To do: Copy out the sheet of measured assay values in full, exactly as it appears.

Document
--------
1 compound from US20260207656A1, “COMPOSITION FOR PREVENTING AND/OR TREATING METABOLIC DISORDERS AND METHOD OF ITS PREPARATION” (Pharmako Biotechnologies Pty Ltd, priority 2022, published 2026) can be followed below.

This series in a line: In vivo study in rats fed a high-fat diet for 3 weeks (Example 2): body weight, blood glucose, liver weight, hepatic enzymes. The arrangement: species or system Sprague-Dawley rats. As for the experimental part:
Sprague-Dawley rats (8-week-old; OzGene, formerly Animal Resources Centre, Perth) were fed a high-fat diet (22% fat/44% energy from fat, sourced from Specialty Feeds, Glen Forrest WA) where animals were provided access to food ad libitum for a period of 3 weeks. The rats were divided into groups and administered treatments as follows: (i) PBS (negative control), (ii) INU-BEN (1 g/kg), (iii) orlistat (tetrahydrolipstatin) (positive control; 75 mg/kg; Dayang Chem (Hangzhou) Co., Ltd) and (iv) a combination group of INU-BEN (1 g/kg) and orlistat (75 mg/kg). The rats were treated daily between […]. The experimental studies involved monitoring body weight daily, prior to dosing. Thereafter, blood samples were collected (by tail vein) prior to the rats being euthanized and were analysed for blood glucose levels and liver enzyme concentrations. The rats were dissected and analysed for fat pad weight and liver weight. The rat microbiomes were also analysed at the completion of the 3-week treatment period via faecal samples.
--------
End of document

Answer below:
1 compound from US20260207656A1, “COMPOSITION FOR PREVENTING AND/OR TREATING METABOLIC DISORDERS AND METHOD OF ITS PREPARATION” (Pharmako Biotechnologies Pty Ltd, priority 2022, published 2026) can be followed below.

This series in a line: In vivo study in rats fed a high-fat diet for 3 weeks (Example 2): body weight, blood glucose, liver weight, hepatic enzymes. The arrangement: species or system Sprague-Dawley rats. As for the experimental part:
Sprague-Dawley rats (8-week-old; OzGene, formerly Animal Resources Centre, Perth) were fed a high-fat diet (22% fat/44% energy from fat, sourced from Specialty Feeds, Glen Forrest WA) where animals were provided access to food ad libitum for a period of 3 weeks. The rats were divided into groups and administered treatments as follows: (i) PBS (negative control), (ii) INU-BEN (1 g/kg), (iii) orlistat (tetrahydrolipstatin) (positive control; 75 mg/kg; Dayang Chem (Hangzhou) Co., Ltd) and (iv) a combination group of INU-BEN (1 g/kg) and orlistat (75 mg/kg). The rats were treated daily between […]. The experimental studies involved monitoring body weight daily, prior to dosing. Thereafter, blood samples were collected (by tail vein) prior to the rats being euthanized and were analysed for blood glucose levels and liver enzyme concentrations. The rats were dissected and analysed for fat pad weight and liver weight. The rat microbiomes were also analysed at the completion of the 3-week treatment period via faecal samples.